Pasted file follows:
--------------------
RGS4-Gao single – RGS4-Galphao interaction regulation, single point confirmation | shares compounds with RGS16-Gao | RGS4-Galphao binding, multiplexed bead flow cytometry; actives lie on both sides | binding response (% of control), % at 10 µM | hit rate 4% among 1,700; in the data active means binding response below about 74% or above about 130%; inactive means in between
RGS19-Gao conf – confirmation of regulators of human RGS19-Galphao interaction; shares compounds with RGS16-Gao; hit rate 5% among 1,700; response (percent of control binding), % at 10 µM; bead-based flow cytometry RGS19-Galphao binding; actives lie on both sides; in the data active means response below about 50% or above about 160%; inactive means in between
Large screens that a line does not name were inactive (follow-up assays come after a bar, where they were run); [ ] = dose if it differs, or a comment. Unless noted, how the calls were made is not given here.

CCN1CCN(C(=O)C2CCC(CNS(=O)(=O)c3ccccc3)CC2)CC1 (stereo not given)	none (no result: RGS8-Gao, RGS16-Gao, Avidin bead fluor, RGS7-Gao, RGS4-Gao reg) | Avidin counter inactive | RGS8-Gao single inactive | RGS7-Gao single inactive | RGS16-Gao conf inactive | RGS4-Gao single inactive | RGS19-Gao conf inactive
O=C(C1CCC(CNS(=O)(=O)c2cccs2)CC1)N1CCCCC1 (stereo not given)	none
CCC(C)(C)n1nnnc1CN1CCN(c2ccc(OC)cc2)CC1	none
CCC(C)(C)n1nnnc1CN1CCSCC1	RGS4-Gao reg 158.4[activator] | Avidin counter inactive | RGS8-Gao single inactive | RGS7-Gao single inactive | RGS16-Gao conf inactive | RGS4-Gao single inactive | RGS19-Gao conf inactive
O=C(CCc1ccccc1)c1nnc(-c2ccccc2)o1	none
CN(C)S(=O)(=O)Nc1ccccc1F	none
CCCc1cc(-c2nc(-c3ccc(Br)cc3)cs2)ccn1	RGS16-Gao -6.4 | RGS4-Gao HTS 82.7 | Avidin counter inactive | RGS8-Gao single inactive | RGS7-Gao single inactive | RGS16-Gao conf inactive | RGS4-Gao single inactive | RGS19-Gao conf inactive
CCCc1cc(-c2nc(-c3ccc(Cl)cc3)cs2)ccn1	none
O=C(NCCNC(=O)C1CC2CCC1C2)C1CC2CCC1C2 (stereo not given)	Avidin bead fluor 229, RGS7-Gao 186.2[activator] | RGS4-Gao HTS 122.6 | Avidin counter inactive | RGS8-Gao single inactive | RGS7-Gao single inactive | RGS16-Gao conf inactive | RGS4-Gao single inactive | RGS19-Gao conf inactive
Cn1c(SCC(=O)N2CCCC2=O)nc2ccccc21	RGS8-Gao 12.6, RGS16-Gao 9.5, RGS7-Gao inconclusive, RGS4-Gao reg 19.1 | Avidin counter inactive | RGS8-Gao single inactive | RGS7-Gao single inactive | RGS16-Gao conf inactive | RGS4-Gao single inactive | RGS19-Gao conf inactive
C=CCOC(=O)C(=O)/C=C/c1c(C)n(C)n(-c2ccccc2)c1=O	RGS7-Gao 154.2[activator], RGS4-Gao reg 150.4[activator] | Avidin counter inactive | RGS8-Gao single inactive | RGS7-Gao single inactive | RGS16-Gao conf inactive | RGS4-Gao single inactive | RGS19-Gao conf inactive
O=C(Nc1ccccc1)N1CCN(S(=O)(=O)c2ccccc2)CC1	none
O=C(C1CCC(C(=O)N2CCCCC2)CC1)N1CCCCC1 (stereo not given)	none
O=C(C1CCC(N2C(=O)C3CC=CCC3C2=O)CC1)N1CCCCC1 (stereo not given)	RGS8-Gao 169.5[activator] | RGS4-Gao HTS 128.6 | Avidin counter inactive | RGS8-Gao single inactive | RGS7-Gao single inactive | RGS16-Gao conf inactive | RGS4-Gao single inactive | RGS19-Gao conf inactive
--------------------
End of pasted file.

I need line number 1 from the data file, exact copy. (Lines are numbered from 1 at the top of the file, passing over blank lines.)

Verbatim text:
RGS4-Gao single – RGS4-Galphao interaction regulation, single point confirmation | shares compounds with RGS16-Gao | RGS4-Galphao binding, multiplexed bead flow cytometry; actives lie on both sides | binding response (% of control), % at 10 µM | hit rate 4% among 1,700; in the data active means binding response below about 74% or above about 130%; inactive means in between